Creating the Leadership Pipeline was among Bartlett’s most pivotal work in 2019. He said the need to be sure there would be activists and leaders to do the activist work for the next queer generation was imperative.

“Through the Leadership Pipeline, in partnership with IBA, DVLF and the Mayor’s Commission, we were able to place 20 graduates of a rigorous leadership development program on the boards of local LGBT and ally organizations.”

Bartlett said, “I have a long history of working on leadership development — mostly because I know strong communities depend upon new generations of leadership taking the reins. We always need new leadership.”

Over his decade tenure, Bartlett said, “One of the complexities and challenges has been negotiating so many identities.”

There can be conflicts, Bartlett said, but notes he has striven to have a diversity of volunteers and board members to create balance and inclusion. Another achievement for Bartlett in 2019 was establishing

the Trans Resource Center at WWCC. 

“This was inspired by the lifetime work of trans ancestors Charlene Arcila and Jaci Adams — both of whom were friends and colleagues of mine,” said Bartlett. “At the Trans Resource Center, we hope to create sanctuary — a peaceful respite — for trans people from the hostility at the White House, statewide and in the city.”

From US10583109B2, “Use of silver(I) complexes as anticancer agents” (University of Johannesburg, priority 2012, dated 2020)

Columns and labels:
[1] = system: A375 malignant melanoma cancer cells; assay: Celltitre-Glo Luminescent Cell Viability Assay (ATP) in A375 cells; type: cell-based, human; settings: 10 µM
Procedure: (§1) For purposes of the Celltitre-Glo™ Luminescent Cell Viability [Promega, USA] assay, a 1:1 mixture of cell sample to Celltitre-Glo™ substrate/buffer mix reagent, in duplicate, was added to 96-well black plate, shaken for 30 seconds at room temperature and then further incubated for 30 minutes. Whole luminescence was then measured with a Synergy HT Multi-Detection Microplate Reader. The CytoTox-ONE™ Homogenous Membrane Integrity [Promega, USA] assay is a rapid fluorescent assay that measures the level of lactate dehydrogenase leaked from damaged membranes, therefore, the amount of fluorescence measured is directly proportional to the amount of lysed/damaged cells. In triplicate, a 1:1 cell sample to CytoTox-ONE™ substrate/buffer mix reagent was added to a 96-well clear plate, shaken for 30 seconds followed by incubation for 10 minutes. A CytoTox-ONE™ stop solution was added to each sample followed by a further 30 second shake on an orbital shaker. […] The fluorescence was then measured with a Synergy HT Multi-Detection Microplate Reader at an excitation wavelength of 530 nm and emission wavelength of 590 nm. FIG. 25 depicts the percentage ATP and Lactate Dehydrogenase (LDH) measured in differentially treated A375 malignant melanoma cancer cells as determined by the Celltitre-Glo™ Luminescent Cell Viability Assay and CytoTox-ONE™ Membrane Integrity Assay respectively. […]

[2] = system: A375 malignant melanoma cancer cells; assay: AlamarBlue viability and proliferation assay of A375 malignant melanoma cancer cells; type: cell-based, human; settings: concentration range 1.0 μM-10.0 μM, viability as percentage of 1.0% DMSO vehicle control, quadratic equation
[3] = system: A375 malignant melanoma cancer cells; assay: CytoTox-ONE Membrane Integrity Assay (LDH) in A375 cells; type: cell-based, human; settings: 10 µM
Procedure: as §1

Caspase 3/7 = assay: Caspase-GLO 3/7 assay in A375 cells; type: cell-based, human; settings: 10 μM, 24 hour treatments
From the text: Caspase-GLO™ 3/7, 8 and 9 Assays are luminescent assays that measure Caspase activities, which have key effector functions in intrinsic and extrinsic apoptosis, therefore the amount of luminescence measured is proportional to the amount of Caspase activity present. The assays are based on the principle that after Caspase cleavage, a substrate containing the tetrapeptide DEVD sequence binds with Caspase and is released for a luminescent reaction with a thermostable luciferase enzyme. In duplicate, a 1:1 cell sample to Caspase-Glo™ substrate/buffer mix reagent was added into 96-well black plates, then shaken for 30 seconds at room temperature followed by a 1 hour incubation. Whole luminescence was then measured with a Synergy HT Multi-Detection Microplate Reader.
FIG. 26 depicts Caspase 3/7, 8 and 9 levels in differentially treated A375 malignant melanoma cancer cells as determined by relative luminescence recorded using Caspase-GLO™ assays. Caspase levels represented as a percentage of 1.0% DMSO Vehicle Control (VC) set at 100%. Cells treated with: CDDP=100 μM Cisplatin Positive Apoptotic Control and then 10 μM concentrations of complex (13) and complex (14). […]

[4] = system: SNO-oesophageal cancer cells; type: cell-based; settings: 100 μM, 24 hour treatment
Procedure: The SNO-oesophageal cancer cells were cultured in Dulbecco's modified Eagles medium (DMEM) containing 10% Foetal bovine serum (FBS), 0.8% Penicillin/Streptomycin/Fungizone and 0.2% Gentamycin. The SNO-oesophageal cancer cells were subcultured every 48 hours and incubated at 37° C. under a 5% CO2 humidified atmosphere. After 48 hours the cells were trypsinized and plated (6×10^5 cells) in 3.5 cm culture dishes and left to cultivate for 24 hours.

Bartlett said, “We learned about sanctuary from Juntos — the local activist organization addressing immigration activism. Our visionary Program Director Celena Morrison has already done a great job preparing the space, and we are thrilled to have it available for trans communities in the region.”

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Victoria A. Brownworth is a Pulitzer Prize-nominated award-winning journalist whose work has appeared in The New York Times, the Los Angeles Times, The Philadelphia Inquirer, Baltimore Sun, DAME, The Advocate, Bay Area Reporter and Curve among other publications. She was among the OUT 100 and is the author and editor of more than 20 books, including the Lambda Award-winning Coming Out of Cancer: Writings from the Lesbian Cancer Epidemic and Ordinary Mayhem: A Novel, and the award-winning From Where They Sit: Black Writers Write Black Youth and Too Queer: Essays from a Radical Life.